Microsoft DirectX 9.0

Acquiring Devices

Acquiring a Microsoft?DirectInput?device means giving your application access to it. As long as a device is acquired, DirectInput is making its data available to your application. If the device is not acquired, you can manipulate its characteristics but not obtain any data.

Acquisition is not permanent. Your application might acquire and unacquire a device many times.

In certain cases, depending on the cooperative level, a device is unacquired automatically whenever the application moves to the background. The mouse is automatically unacquired when the user clicks a menu, because at this point Microsoft Windows?assumes control of the device.

You must unacquire a device before changing its properties. The only exception is that you can change the gain for a force-feedback device while it is in an acquired state.

The acquisition mechanism is needed for two reasons:

First, DirectInput must be able to tell the application when the flow of data from the device has been interrupted by the system. For instance, if the user has switched to another application with ALT+TAB and has used the input device in that application, your application needs to know that the input no longer belongs to it and that the state of the buffers might have changed. Or consider an application with the DISCL_FOREGROUND cooperative level. The user holds down the SHIFT key and switches to another application. Then the user releases the key and switches back to the first application. As far as the first application is concerned, the SHIFT key is still down. The acquisition mechanism, by telling the application that input was lost, enables it to recover from these conditions.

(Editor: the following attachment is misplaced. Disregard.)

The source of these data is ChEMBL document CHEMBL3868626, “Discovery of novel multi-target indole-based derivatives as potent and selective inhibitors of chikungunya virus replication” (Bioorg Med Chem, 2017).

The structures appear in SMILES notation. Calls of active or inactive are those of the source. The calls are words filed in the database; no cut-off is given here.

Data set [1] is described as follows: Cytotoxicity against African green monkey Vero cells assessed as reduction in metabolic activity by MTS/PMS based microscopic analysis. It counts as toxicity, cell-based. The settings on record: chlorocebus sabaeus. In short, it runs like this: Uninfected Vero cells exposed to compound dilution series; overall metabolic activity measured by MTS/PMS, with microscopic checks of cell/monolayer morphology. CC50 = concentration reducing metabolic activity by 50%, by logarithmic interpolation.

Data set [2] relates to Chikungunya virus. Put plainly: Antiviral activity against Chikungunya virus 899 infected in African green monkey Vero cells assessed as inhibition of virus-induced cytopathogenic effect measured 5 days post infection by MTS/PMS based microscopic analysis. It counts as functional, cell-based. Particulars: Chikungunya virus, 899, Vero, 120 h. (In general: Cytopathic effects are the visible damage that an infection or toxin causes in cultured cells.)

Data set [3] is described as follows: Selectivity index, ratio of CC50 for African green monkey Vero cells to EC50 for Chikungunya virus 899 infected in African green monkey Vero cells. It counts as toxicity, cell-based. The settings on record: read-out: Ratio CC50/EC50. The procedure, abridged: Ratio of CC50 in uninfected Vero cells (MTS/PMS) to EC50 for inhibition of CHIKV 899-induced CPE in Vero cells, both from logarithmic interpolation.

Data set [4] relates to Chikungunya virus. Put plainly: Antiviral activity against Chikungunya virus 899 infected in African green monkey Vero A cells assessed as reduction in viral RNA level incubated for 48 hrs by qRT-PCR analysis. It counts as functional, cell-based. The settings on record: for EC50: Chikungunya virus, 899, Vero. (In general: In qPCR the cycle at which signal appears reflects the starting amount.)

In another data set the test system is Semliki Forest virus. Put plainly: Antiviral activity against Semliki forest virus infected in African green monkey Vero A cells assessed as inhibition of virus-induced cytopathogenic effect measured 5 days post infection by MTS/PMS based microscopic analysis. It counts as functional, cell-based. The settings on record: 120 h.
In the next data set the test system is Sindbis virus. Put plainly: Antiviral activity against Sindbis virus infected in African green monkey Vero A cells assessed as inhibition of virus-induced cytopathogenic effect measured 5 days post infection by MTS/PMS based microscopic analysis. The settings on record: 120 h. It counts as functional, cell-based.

Second, because your application can alter the properties of the device, without safeguards DirectInput would have to check the properties each time you wanted to retrieve data. This would be very inefficient. Even worse, a potential disaster could happen such as a hardware interrupt accessing a data buffer just as you were changing the buffer size. Therefore DirectInput requires your application to unacquire the device before changing properties. When you reacquire it, DirectInput checks the properties and decides on the optimal way of transferring data from the device to the application. This is done only once, so the data retrieval methods can be very fast.

Since the most common cause of losing a device is that your application moves to the background, you may want to reacquire devices whenever your application is activated. Be careful, though, about relying on a WM_ACTIVATE handler at startup time. The first WM_ACTIVATE message will likely arrive when your window is being initialized before DirectInput has been set up. To ensure that the device is acquired at startup, call IDirectInputDevice8::Acquire as soon as the device has been initialized.

Even acquiring the device on activation of your program window might not cover all cases in which a device is unacquired, especially for devices other than the standard mouse or keyboard. Because your application might unacquire a device unexpectedly, you need a mechanism for checking the acquisition state before attempting to get data from the device. The Scrawl Sample does this in the OnMouseInput function, in which a DIERR_INPUTLOST error triggers a message to reacquire the mouse. (See also Tutorial 2: Using the Mouse.)

Attempting to reacquire a device that is already acquired does no harm. Redundant calls to IDirectInputDevice8::Acquire are ignored, and the device can always be unacquired with a single call to IDirectInputDevice8::Unacquire.

Windows does not have access to the mouse when your application is using it in exclusive mode. If you want Windows to acquire the mouse, you must release it. The Scrawl Sample responds to a right-click by unacquiring the mouse, putting the Windows cursor in the same spot as its own, displaying a shortcut menu, and letting Windows handle the input until a menu choice is made.

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